Opko's Claros PSA test addresses $900 million market
Opko's other prostate cancer diagnostic product, the Claros PSA test should be hitting the market in 2013. Opko already has CE Mark approval in Europe and in the US, the company is currently conducting a 510K trial.
This device is basically a micro chemistry lab on a credit card sized testing platform. Doctors simply apply a drop of the patient's blood, and within 10 minutes, test results appear as a printout, as accurate as what you get in a reference lab.
30 million PSA tests were performed last year in the United States at an average reimbursement of $30 per test. This is a $900 million market in the United States alone.
Opko believes it can capture a large part of that market because doctors and patients will prefer instant results from tests performed in doctor's offices. Doctors will benefit because they will be able to keep the profit, rather than passing it on to the laboratories. Patients will prefer immediate results because they won't have to deal with the stress of waiting for lab results.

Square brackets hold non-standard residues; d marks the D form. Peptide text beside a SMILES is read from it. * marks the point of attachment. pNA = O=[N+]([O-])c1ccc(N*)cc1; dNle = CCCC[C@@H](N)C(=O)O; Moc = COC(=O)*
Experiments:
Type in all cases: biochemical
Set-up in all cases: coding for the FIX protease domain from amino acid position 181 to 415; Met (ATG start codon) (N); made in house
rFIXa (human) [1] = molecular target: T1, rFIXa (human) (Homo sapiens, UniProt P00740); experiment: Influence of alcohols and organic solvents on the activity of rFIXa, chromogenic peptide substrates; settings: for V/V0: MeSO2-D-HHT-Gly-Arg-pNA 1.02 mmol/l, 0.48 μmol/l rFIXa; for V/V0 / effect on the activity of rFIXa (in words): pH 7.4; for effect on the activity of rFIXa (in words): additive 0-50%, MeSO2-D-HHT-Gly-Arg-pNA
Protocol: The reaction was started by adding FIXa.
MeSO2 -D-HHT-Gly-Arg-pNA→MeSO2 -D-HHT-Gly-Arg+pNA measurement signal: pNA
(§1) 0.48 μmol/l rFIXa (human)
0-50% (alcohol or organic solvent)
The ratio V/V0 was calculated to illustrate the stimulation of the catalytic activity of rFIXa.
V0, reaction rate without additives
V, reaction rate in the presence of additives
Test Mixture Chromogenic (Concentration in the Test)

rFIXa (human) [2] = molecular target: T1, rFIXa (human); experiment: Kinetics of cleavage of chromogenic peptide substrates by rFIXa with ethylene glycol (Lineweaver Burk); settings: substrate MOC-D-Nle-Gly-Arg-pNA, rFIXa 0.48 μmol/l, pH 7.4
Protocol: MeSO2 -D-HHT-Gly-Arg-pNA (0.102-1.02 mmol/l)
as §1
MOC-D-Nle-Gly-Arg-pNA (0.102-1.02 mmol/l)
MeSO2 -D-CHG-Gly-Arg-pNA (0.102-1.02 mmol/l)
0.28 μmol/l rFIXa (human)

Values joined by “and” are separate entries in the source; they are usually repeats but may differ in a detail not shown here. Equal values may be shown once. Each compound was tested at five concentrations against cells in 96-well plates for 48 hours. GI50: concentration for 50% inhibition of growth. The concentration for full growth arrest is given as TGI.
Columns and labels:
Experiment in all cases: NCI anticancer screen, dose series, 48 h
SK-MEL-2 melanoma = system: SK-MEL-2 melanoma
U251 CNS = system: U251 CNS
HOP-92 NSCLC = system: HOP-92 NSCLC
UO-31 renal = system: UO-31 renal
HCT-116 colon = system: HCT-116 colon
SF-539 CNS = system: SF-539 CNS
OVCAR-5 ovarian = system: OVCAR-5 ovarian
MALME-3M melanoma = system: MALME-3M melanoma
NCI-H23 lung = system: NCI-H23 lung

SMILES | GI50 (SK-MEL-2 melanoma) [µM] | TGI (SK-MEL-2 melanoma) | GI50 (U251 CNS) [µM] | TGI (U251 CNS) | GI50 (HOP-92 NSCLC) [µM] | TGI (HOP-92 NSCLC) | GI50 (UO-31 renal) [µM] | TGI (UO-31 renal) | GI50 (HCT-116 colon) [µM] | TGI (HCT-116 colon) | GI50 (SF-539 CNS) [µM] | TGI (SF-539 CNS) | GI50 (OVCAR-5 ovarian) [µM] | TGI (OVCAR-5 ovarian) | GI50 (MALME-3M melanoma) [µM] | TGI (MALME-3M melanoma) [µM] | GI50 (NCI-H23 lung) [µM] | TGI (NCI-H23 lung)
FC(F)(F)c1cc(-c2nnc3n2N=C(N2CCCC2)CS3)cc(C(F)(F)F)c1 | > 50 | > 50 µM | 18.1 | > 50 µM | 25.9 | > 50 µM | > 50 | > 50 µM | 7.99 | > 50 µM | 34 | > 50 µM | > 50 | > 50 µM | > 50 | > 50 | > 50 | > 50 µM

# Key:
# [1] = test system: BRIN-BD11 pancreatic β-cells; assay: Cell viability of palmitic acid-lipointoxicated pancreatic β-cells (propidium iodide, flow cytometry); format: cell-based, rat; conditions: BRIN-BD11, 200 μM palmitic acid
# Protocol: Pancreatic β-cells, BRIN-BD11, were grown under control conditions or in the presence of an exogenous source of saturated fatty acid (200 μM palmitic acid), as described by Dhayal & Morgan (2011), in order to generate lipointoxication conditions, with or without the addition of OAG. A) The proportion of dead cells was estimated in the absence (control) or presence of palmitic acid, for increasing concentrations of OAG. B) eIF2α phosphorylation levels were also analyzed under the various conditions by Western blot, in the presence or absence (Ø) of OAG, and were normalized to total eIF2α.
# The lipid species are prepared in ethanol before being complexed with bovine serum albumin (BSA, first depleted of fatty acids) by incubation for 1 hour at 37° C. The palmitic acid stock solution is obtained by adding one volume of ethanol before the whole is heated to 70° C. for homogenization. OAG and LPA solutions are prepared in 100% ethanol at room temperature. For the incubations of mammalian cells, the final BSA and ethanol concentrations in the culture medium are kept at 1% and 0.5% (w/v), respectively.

Ultimately, with the 4KScore tests and the Claros PSA tests, Opko wants to capture 100% of the entire prostate testing market. Opko's two-part system is far superior to what exists today, and I believe the company's goals are realistic.
The Frost factor
For those of you who are not familiar with Dr. Phillip Frost, he made his mark when he sold drug manufacturer Ivax to Israel-based Teva Pharmaceuticals (TEVA) for $7.6 billion in 2005. Since 2010, he has been the chairman of Teva, a $36 billion pharmaceutical company. He's made a lot of money in this business, and he could certainly help Opko become one of the largest pharmaceutical and diagnostic companies in the world.